Pete Seat: Let’s not miss opportunity to consistently have a say

DEBATE Q
Should Indiana move its primary to earlier in the year to play a bigger role in presidential politics?

Pete SeatThe answer to the question is: definitely, maybe.

Aside from Iowa—which might lose its valued status following this year’s caucus fiasco—only one other bona fide Midwestern state, Minnesota, voted by Super Tuesday this year. Michigan, Missouri and North Dakota followed a week later, with Illinois set to cast ballots this week. So why shouldn’t Indiana leapfrog ahead of our slot in May and at least join some of our Midwestern counterparts earlier on the calendar?

Legislators have on this question historically been dismissive due to the change’s fiscal impact. It’s a fair argument, because taxpayers would likely be forced to shoulder the financial burden of a presidential primary, followed by a separate primary for statewide and local offices a few weeks or months later. Unless, of course, we moved those up as well. Illinois and many other states conduct all their balloting at once in February, March or April.

Not to be too dismissive of those who are dismissive, but cost concerns can be legitimately outweighed by several factors. First is the prestige of holding an earlier primary. No longer satisfied with being flyover country, Indiana could proudly stand nearer the front of the pack and bring some Hoosier sensibility to the process.

Then there’s the certain boon for business that comes with thousands upon thousands of candidates, staff, media and political tourists descending on the state and gorging on pork tenderloins and St. Elmo’s cocktail sauce, while staying in top-notch hotels in downtown Indianapolis and locales such as Fort Wayne, South Bend and Evansville. And they could place a few friendly sports wagers via their preferred mobile gambling application. Heck, the news media alone would be on the receiving end of an advertising windfall (hmm, maybe I should put that in the cons column?).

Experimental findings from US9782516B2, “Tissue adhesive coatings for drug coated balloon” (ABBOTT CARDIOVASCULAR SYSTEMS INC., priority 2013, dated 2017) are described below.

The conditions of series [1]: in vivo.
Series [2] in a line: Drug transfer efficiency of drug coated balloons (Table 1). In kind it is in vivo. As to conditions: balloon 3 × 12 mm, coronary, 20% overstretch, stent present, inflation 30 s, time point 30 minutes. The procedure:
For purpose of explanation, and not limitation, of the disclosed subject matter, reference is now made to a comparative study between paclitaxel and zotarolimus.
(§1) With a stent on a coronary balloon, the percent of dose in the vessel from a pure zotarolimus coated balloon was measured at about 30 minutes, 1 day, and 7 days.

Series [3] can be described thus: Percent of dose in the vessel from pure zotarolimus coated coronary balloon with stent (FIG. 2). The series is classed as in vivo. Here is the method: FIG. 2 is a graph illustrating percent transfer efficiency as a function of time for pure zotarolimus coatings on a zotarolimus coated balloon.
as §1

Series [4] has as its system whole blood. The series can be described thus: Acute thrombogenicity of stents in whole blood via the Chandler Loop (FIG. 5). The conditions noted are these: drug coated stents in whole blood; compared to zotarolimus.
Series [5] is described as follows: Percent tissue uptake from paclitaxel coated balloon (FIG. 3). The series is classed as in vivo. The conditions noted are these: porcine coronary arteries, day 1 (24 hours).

There are, of course, political considerations as well. An earlier primary could drive up turnout, even if the candidates don’t come. The sense of being an important piece in the presidential primary puzzle would encourage more Hoosiers to vote in primaries. And, being that we call an impressive slate of recent presidential candidates and prospective candidates our own, an earlier primary might help those homegrown aspirants like Mike Pence and Pete Buttigieg (or even Pete Seat!) rack up some early delegates in the future.

So to me, the real debate is not the bottom line, but whether we want to matter every cycle or every so often. Sure, with proportional delegate allocation rules and massively competitive fields, we were spoiled with two monster contests in 2008 and 2016. But there is no guarantee it will happen again. By moving our primary up, we guarantee that Indiana will always matter. By staying put, we end up with immeasurable clout or no clout at all.

It’s a question worth studying rather than dismissing, as an incredible opportunity to take the pole position could be staring us right in the face. Let’s not be too blind to see it.•

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Seat is a longtime Republican political consultant who has held posts in the White House and U.S. Senate before becoming a vice president at Bose Public Affairs Group. He wrote the book “The War on Millennials.”Send comments to ibjedit@ibj.com.


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